“The program is for those who want it, not for those who need it,” Jimmy said as he came up behind us. “Attraction, not promotion.”

I read those AA catch phrases (completely in character for Jimmy at that moment), and I thought, I know exactly what Bruce would say: “Yeah, yeah.”

I turned the page, and there was the next line, in Bruce’s narrative voice:

Yeah, yeah.

As Susan Froetschel puts it, his reaction popped into my head, as it had when I wrote the first draft. In this case, it wasn’t clever or complicated, but I’m absolutely sure it’s what Bruce would have said in the circumstances. And in revision, what she says about cutting the dialogue, heavily if necessary, is true for me too. In the first draft, I need to pour it all out without censoring myself. Not every writer works this way, but many do. In revision, I have to “kill my darlings.” It’s taken me a long time to learn not to cling to every well-turned phrase. But it’s become a lot easier since I learned to recognize Bruce’s voice. No matter how much I loved a line when I wrote it, if it’s Not Bruce, I cut it.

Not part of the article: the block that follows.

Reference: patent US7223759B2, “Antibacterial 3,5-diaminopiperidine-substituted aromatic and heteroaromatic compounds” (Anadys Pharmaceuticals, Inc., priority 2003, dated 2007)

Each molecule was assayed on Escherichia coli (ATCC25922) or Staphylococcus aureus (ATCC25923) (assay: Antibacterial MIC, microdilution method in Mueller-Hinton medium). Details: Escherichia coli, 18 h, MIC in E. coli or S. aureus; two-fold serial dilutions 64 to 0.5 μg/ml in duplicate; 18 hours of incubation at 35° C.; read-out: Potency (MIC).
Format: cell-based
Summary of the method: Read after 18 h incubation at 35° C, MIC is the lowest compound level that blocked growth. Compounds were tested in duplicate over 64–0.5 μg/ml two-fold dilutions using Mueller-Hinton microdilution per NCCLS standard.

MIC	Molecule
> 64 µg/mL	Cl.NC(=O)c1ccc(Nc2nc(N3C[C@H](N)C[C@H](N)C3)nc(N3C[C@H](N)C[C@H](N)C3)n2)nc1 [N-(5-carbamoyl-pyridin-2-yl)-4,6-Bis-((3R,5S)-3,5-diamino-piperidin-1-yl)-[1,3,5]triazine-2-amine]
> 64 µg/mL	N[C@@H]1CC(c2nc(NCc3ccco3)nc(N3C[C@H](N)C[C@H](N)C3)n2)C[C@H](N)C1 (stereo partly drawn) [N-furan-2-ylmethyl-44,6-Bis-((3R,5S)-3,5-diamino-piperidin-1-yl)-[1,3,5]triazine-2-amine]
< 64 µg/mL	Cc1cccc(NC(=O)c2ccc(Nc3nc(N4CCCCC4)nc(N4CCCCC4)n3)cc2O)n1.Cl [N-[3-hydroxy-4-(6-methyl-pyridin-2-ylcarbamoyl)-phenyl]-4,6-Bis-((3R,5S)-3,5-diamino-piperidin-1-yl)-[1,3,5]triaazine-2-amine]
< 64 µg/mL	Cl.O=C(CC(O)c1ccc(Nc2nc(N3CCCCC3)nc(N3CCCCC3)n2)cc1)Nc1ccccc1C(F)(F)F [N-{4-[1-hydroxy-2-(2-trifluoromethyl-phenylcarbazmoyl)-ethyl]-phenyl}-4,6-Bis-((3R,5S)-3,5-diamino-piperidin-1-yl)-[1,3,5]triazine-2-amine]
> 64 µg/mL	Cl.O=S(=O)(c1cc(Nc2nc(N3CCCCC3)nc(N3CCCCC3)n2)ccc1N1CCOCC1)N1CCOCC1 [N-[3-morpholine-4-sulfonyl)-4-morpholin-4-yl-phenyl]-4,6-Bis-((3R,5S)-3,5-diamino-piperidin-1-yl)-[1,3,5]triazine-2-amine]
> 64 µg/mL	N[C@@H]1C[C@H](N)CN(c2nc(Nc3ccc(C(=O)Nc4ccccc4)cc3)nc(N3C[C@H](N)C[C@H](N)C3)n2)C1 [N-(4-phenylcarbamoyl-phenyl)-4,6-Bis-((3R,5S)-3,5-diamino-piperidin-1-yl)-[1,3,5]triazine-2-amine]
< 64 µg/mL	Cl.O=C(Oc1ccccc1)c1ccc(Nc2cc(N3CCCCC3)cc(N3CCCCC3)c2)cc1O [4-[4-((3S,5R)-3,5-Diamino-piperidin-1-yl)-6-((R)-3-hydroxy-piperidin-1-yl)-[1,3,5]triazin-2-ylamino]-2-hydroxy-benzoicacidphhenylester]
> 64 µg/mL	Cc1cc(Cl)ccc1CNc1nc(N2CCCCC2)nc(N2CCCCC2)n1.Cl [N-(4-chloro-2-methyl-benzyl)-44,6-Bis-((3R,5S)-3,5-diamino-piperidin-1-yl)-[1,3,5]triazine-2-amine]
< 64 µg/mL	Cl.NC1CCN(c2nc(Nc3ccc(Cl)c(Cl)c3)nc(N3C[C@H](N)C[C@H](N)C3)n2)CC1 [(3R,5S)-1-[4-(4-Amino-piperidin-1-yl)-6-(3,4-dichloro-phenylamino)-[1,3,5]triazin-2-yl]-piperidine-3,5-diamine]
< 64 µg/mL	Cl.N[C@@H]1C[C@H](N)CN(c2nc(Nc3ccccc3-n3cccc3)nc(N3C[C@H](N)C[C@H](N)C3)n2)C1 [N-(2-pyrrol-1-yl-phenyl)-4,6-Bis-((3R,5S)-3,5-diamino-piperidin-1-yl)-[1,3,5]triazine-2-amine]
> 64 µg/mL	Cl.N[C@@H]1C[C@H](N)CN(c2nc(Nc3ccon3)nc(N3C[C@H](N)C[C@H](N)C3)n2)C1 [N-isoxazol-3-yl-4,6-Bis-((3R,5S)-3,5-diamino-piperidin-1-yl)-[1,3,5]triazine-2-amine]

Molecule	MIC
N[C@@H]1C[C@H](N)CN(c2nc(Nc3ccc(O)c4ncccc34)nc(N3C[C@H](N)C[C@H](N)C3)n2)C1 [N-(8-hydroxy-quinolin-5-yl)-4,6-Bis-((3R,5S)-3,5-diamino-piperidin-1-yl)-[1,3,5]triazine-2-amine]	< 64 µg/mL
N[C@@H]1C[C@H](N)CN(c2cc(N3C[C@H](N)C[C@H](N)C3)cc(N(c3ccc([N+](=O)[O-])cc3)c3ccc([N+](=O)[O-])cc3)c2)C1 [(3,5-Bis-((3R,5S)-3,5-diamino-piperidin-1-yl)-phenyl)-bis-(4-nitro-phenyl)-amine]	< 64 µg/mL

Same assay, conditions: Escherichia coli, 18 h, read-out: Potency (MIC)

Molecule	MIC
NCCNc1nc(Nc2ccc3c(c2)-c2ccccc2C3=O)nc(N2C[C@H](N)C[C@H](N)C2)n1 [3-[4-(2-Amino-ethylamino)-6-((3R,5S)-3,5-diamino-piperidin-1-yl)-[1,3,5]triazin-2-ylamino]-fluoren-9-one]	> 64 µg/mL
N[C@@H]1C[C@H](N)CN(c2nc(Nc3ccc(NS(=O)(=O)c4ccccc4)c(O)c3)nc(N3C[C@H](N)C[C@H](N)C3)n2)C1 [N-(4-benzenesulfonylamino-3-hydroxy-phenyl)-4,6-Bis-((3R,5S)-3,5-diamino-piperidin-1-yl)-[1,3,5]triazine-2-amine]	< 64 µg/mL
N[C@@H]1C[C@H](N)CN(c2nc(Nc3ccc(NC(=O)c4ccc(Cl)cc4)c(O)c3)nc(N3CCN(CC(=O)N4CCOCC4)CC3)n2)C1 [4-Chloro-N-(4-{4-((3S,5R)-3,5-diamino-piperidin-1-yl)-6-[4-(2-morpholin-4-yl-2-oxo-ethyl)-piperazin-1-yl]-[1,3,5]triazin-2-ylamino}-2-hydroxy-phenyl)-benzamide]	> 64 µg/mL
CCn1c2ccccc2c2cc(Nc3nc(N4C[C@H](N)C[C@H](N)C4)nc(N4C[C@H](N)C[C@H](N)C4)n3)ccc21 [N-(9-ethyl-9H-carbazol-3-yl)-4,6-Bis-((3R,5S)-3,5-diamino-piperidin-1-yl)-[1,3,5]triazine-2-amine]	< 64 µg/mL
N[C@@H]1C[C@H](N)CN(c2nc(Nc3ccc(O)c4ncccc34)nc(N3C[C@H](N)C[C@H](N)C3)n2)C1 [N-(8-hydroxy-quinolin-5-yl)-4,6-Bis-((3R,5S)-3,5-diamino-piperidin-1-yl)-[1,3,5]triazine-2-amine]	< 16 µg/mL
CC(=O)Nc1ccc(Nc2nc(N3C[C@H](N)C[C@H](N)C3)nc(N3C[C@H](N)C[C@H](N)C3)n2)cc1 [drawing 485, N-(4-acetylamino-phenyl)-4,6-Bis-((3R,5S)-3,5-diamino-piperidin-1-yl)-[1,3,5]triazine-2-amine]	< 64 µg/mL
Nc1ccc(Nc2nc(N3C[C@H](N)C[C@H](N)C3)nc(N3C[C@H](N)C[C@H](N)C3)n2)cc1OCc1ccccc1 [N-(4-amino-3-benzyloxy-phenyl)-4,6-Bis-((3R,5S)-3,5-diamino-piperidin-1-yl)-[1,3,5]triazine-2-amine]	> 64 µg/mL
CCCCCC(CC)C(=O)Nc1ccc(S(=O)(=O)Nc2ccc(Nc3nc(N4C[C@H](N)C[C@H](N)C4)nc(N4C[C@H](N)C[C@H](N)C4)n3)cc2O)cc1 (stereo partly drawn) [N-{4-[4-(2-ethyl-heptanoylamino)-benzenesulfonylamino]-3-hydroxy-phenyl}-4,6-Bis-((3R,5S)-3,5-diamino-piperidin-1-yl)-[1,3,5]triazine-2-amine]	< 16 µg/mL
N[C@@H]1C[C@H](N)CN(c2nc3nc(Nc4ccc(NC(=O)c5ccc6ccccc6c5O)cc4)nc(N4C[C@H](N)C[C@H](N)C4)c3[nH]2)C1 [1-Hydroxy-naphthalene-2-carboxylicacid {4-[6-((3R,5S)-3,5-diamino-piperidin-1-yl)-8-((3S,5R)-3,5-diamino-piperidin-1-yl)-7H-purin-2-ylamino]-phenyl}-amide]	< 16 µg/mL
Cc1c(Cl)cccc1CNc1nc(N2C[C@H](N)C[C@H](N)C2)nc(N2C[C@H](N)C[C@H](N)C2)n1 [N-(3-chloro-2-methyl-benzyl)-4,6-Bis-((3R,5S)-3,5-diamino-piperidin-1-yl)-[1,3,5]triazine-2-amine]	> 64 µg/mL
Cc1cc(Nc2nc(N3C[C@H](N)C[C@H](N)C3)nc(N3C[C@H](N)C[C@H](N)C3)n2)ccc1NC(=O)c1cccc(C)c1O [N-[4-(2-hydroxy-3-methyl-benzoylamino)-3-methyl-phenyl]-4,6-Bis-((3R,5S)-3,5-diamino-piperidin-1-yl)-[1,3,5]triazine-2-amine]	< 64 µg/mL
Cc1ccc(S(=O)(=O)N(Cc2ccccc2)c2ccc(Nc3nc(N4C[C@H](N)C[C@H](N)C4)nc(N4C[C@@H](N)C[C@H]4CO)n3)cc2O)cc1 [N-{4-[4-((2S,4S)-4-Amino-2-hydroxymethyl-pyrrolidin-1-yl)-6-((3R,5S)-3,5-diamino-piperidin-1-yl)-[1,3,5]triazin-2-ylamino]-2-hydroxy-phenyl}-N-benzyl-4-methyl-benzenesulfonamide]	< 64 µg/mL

Sandra Parshall said...

When we don't hear the character's voice in a scene, the scene is virtually certain to fall flat. I'm always startled when a critiquer reads something of mine and says, "That doesn't sound like Tom" or "That doesn't sound like Rachel." The writer isn't the only one who can hear a character's voice.

Meredith Cole said...

Great post, Liz! I just love it when my character' voices are so strong they seem to need me only to "transcribe" their conversation. Makes the pages fly by!

Joanna Campbell Slan said...

Liz, I hear voices, watch movies, have fights...whew...I'm not spacey although people think I am. I'm just really busy with the stories happening in my poor little brain.

Therese said...